Evidence published in Advances in Experimental Medicine and Biology agrees, suggesting that significantly higher doses, such as a minimum of 25 micrograms/1000 IU of D is more appropriate. The Journal of Clinical Endocrinology and Metabolism also explains that at least 1,500–2,000 IU per day may be necessary for adults, and at least 1,000 IU for children and teens. The Linus Pauling Institute echoes these numbers as well.
If reading all this has sent you scrambling to the cabinet for your multivitamins, your next question may be, “how much vitamin D is too much?” The National Institutes of Health say you can probably get as much as 100 micrograms/4,000 IU before you see side effects, which may include nausea, poor appetite, weakness, and weight loss. Vitamin D toxicity is rare, however, and it mainly comes from overuse of vitamin supplements. (You can’t get too much D from the sun, as your body will shut down production before then.) One review showed that there were no health risks associated with consuming 1,800–4,000 IU of D daily.
Whatever the optimal D dose may be, it seems fair to assume that we should all get our levels tested and, if low, aim to take in more. An article in the Journal of Evidence-Based Complementary & Alternative Medicine calls vitamin D deficiency “pandemic,” noting that health organizations worldwide are refocusing on the importance of D due to the discovery that “vitamin D receptors are present in nearly every tissue and cell in the body and that adequate vitamin D status is essential for optimal functioning of these tissues and cells.” It concludes that it is “imperative that all individuals be encouraged to obtain vitamin D from either sunlight or supplementation.”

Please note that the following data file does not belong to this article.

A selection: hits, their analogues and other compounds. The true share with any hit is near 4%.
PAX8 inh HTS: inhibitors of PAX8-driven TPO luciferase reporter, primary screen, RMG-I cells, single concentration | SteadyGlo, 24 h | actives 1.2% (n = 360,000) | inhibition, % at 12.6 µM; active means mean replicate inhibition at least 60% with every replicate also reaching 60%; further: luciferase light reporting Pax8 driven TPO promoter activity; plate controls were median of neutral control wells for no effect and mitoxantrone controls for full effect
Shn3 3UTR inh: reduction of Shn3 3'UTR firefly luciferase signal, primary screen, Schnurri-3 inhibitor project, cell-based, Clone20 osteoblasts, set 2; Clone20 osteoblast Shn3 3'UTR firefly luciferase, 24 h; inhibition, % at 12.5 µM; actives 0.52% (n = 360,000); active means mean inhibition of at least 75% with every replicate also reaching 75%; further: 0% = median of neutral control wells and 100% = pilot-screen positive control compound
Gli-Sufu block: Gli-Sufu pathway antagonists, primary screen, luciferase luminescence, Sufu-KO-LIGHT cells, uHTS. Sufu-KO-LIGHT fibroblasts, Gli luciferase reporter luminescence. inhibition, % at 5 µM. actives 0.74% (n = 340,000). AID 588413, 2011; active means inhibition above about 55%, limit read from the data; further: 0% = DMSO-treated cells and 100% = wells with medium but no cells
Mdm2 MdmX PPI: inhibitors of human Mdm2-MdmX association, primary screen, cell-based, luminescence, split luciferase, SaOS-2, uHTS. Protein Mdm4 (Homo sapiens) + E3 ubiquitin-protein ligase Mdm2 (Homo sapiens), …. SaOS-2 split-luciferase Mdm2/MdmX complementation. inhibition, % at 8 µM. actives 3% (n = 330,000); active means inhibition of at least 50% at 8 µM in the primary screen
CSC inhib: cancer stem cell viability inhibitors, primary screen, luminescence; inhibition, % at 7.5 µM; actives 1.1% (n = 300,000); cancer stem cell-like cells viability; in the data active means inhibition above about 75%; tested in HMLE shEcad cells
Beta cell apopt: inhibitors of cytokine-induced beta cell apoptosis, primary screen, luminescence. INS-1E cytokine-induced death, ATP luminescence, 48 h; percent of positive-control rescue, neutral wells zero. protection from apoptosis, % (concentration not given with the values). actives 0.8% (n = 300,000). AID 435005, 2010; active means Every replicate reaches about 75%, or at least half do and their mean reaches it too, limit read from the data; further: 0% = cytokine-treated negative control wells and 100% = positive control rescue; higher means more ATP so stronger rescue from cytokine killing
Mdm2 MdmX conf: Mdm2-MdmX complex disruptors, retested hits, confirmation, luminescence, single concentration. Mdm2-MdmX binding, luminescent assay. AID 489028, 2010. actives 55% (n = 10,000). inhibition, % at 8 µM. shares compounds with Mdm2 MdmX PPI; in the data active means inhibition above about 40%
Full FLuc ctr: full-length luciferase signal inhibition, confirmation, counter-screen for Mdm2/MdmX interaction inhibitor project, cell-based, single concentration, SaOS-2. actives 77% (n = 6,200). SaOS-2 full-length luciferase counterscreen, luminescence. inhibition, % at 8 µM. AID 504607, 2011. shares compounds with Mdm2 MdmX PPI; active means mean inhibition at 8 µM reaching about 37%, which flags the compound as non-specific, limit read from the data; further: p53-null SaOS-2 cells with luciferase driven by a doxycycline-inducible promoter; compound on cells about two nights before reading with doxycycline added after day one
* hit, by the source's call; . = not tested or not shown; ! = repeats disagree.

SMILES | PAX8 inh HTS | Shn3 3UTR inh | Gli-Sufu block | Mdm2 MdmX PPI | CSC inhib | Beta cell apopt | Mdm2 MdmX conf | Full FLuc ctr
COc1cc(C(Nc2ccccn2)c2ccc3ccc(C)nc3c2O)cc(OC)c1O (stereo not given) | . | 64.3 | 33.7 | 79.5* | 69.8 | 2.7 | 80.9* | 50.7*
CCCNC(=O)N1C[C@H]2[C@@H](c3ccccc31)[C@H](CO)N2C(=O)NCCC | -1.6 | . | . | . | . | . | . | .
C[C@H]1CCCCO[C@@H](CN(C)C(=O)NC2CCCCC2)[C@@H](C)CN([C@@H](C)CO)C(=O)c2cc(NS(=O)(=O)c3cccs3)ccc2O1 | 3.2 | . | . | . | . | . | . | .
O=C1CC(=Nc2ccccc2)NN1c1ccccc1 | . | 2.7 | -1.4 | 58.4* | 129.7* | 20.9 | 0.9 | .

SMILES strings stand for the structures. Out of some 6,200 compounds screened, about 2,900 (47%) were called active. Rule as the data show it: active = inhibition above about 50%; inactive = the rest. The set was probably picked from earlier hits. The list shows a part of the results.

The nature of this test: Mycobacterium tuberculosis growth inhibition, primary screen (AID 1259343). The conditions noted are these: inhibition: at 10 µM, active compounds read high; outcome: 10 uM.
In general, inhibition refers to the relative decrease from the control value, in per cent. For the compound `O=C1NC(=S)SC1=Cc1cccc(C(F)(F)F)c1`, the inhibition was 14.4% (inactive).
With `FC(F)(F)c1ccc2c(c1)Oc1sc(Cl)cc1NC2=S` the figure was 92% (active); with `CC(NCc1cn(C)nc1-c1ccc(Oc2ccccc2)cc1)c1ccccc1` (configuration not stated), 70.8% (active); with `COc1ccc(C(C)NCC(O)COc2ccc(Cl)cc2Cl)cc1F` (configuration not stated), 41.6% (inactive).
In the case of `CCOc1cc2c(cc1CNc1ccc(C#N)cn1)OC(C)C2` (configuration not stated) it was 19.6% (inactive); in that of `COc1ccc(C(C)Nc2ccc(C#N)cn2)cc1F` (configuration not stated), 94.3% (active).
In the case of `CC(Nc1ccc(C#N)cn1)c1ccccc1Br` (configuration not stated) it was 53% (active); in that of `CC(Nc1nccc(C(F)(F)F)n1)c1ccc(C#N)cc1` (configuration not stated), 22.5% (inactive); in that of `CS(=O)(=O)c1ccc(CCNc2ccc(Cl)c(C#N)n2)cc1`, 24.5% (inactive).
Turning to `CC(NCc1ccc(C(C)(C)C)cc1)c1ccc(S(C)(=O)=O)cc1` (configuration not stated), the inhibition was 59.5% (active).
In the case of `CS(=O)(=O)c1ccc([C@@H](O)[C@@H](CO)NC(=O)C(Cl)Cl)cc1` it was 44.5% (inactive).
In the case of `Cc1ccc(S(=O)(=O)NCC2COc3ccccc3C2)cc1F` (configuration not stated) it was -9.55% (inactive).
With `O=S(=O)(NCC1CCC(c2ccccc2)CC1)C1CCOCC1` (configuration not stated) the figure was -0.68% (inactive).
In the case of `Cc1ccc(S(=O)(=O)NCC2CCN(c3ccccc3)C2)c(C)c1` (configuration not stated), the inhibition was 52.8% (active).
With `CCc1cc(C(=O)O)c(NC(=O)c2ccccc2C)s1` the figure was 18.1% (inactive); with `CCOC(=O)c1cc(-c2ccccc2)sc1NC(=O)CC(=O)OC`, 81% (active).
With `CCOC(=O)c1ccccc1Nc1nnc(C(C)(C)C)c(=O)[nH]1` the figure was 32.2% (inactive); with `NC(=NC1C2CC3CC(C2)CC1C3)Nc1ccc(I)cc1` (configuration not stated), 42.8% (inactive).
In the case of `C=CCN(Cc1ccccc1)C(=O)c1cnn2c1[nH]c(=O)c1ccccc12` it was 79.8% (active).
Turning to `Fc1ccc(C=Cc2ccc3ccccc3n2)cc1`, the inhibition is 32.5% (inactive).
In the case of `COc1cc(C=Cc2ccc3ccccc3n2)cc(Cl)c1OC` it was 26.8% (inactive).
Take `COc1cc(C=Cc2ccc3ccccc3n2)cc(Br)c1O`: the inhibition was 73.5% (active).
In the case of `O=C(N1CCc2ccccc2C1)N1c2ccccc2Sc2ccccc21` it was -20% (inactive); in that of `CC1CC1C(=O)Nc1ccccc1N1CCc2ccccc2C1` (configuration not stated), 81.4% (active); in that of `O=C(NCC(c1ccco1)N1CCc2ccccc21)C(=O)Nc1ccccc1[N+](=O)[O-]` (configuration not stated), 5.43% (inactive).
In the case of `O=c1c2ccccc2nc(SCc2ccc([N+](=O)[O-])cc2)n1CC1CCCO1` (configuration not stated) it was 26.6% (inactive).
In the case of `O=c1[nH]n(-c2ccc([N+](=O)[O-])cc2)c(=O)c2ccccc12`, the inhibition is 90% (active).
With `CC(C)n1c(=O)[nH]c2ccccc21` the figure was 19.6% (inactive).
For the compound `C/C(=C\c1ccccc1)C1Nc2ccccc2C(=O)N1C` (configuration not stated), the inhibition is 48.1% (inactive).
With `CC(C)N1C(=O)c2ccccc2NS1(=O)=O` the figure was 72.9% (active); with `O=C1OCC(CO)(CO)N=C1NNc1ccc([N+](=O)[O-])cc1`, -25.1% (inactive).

What Are The Best Sources of Vitamin D?
It’s hard to get enough vitamin D from sunshine, but it’s even harder to get it from food—at least the way most people eat. The best source of dietary D is from fish livers, such as cod liver oil, but now ask yourself… when was the last time you ate cod liver oil?
Mackerel, salmon, sardines, swordfish, trout, and tuna all offer D, as do mushrooms and eggs. If you eat them regularly, you’ll meet the government-recommended requirement, but if you’re in the camp that thinks 600 IU is too low, you’ll need to be more aggressive to hit your D goals. Dairy products and cereals are fortified with vitamin D, which helps, but one review, and Harvard University, determined that supplementation with a multivitamin or concentrated vitamin D capsule provides a better insurance policy.
Of course, you shouldn’t completely avoid the sun. According to a report in Alternative Medicine Review, “the health benefits accruing from moderate UV irradiation, without erythema [reddening of the skin] or excess tanning, greatly outweigh the health risks, with skin pigmentation (melanin) providing much of the protection.”
The National Institutes of Health note that getting five to 30 minutes of sun on the face, arms, back, or legs—without sunscreen and between 10 a.m. and 3 p.m. at least twice a week—is usually enough to promote sufficient vitamin D synthesis in the skin. However, sun exposure, especially at these hours, can be difficult to get, and particularly during winter time, or during work weeks with a busy schedule. This is why scientists frequently recommend supplementation.